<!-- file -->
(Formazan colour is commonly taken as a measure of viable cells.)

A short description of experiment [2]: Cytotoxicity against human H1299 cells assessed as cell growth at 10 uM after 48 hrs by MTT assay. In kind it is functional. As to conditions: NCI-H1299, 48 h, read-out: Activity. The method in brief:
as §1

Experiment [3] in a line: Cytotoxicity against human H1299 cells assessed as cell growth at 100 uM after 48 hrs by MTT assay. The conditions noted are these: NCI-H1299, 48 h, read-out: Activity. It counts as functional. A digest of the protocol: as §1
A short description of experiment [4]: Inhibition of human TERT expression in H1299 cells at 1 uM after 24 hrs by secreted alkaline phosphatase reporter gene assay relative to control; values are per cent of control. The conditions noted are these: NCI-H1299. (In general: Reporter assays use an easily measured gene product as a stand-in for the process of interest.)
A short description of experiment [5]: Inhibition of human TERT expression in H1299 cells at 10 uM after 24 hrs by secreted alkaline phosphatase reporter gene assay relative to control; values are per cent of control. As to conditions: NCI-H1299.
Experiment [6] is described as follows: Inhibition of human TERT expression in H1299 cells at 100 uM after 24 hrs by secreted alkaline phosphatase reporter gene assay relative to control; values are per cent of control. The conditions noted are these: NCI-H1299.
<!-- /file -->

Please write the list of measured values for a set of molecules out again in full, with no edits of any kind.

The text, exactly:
(Formazan colour is commonly taken as a measure of viable cells.)

A short description of experiment [2]: Cytotoxicity against human H1299 cells assessed as cell growth at 10 uM after 48 hrs by MTT assay. In kind it is functional. As to conditions: NCI-H1299, 48 h, read-out: Activity. The method in brief:
as §1

Experiment [3] in a line: Cytotoxicity against human H1299 cells assessed as cell growth at 100 uM after 48 hrs by MTT assay. The conditions noted are these: NCI-H1299, 48 h, read-out: Activity. It counts as functional. A digest of the protocol: as §1
A short description of experiment [4]: Inhibition of human TERT expression in H1299 cells at 1 uM after 24 hrs by secreted alkaline phosphatase reporter gene assay relative to control; values are per cent of control. The conditions noted are these: NCI-H1299. (In general: Reporter assays use an easily measured gene product as a stand-in for the process of interest.)
A short description of experiment [5]: Inhibition of human TERT expression in H1299 cells at 10 uM after 24 hrs by secreted alkaline phosphatase reporter gene assay relative to control; values are per cent of control. As to conditions: NCI-H1299.
Experiment [6] is described as follows: Inhibition of human TERT expression in H1299 cells at 100 uM after 24 hrs by secreted alkaline phosphatase reporter gene assay relative to control; values are per cent of control. The conditions noted are these: NCI-H1299.